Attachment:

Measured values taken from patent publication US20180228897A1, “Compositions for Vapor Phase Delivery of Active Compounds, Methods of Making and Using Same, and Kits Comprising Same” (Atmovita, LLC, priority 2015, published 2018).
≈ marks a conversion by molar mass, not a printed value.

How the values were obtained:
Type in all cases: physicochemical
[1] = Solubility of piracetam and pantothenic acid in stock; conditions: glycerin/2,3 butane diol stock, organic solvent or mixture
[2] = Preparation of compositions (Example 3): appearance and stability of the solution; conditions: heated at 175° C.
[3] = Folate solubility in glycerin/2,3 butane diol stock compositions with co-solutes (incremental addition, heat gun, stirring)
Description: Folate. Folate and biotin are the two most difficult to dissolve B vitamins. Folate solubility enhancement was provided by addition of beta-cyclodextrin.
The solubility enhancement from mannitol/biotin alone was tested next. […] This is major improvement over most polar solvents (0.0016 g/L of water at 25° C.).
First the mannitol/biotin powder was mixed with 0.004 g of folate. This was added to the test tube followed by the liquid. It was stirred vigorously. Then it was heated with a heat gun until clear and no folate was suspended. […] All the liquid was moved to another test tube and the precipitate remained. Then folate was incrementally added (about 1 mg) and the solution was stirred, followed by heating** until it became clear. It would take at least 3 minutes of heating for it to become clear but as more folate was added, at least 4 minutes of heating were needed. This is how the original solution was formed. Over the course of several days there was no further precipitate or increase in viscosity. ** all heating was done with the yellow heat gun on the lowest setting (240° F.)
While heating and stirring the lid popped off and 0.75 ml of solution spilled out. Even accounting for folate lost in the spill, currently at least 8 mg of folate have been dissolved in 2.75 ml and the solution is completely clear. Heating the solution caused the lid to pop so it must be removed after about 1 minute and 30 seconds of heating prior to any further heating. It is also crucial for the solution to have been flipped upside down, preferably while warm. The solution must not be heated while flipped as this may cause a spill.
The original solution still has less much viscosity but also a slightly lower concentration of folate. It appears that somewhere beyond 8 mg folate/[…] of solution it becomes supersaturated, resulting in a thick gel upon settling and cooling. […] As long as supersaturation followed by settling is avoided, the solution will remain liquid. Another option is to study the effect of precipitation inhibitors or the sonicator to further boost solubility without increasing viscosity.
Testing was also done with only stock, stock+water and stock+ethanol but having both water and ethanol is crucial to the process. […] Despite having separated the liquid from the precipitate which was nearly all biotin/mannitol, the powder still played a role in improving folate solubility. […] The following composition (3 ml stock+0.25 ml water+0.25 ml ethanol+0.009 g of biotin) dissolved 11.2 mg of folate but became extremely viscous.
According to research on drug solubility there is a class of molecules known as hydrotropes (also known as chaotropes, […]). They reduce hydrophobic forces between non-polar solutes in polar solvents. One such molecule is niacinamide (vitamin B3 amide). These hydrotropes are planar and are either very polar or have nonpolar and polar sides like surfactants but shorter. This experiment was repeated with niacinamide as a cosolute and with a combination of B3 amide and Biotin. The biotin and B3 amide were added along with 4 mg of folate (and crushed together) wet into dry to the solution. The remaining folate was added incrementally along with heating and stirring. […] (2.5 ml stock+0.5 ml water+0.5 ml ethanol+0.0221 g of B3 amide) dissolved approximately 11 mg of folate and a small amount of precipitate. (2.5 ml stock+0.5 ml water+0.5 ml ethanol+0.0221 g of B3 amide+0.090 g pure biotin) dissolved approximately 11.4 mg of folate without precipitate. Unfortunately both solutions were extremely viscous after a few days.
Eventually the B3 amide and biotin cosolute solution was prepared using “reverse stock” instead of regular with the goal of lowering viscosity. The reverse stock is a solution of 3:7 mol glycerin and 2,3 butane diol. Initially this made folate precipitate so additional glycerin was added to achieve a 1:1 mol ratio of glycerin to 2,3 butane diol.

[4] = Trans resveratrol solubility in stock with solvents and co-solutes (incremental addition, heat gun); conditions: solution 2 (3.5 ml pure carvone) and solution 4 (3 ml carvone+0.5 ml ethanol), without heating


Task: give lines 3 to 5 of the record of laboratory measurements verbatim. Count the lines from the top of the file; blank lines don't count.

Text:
How the values were obtained:
Type in all cases: physicochemical
[1] = Solubility of piracetam and pantothenic acid in stock; conditions: glycerin/2,3 butane diol stock, organic solvent or mixture